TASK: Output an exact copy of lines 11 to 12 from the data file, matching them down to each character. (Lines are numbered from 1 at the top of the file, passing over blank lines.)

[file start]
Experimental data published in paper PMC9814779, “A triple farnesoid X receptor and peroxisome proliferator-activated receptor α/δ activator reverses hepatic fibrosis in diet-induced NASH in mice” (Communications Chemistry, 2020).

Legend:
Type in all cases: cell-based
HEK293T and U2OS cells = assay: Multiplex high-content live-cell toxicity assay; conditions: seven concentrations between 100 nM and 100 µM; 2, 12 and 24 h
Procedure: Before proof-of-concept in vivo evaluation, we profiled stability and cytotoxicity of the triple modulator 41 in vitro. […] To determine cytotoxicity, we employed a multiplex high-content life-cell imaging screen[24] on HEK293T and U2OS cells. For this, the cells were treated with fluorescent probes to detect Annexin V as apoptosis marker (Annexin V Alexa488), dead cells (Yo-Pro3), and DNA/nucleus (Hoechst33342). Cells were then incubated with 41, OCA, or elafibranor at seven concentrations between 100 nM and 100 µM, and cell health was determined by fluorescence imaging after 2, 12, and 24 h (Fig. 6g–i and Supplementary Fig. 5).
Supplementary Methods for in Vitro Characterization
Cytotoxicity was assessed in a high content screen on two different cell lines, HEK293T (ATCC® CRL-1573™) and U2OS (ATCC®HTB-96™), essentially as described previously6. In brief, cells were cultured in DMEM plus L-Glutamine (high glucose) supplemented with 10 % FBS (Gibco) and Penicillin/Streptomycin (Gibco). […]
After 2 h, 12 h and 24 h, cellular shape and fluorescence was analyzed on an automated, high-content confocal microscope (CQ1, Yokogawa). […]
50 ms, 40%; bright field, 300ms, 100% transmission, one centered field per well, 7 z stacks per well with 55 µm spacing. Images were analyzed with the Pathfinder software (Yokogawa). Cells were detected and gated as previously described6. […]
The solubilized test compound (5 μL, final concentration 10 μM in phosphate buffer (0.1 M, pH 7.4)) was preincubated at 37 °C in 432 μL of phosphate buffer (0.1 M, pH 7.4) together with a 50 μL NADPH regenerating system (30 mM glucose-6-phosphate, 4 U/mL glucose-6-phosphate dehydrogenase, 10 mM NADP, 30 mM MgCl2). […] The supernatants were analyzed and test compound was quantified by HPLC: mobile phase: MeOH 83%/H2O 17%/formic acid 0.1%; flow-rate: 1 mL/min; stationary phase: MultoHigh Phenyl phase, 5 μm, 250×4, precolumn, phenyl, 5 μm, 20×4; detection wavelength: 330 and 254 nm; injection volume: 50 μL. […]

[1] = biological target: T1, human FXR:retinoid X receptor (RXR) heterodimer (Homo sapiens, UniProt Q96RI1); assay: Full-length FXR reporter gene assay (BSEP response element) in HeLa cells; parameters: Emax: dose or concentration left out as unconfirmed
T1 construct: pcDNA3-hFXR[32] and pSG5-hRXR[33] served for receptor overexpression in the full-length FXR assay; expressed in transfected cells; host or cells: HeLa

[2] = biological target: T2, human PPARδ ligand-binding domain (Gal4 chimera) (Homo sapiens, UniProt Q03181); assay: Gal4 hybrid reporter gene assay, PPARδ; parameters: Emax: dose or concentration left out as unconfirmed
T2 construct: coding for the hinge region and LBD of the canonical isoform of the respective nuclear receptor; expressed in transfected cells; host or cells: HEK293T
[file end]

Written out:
[1] = biological target: T1, human FXR:retinoid X receptor (RXR) heterodimer (Homo sapiens, UniProt Q96RI1); assay: Full-length FXR reporter gene assay (BSEP response element) in HeLa cells; parameters: Emax: dose or concentration left out as unconfirmed
T1 construct: pcDNA3-hFXR[32] and pSG5-hRXR[33] served for receptor overexpression in the full-length FXR assay; expressed in transfected cells; host or cells: HeLa